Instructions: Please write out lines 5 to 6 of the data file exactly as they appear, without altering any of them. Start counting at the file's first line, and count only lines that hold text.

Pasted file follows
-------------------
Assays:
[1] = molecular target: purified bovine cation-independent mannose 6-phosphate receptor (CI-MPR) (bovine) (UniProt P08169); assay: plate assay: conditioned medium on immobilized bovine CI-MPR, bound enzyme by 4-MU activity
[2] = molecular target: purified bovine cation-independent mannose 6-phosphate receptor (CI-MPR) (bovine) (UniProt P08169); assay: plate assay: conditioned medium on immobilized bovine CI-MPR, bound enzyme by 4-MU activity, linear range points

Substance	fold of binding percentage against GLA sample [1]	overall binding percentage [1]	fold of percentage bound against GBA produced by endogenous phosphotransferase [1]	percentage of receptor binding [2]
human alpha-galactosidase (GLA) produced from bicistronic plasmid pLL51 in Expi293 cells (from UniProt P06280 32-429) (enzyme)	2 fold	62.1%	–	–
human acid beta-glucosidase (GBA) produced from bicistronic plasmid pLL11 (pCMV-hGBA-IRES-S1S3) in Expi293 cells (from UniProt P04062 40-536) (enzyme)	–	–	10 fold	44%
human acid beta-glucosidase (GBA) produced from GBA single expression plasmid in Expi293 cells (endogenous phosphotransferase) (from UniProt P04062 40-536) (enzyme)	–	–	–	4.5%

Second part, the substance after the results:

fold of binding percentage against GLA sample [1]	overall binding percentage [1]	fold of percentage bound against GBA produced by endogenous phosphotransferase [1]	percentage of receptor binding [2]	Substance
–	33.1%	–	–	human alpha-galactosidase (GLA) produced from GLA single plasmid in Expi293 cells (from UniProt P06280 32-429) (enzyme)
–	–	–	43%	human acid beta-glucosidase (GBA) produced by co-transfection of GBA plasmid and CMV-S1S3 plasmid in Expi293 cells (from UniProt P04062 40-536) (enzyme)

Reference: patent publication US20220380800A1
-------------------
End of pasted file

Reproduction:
human alpha-galactosidase (GLA) produced from bicistronic plasmid pLL51 in Expi293 cells (from UniProt P06280 32-429) (enzyme)	2 fold	62.1%	–	–
human acid beta-glucosidase (GBA) produced from bicistronic plasmid pLL11 (pCMV-hGBA-IRES-S1S3) in Expi293 cells (from UniProt P04062 40-536) (enzyme)	–	–	10 fold	44%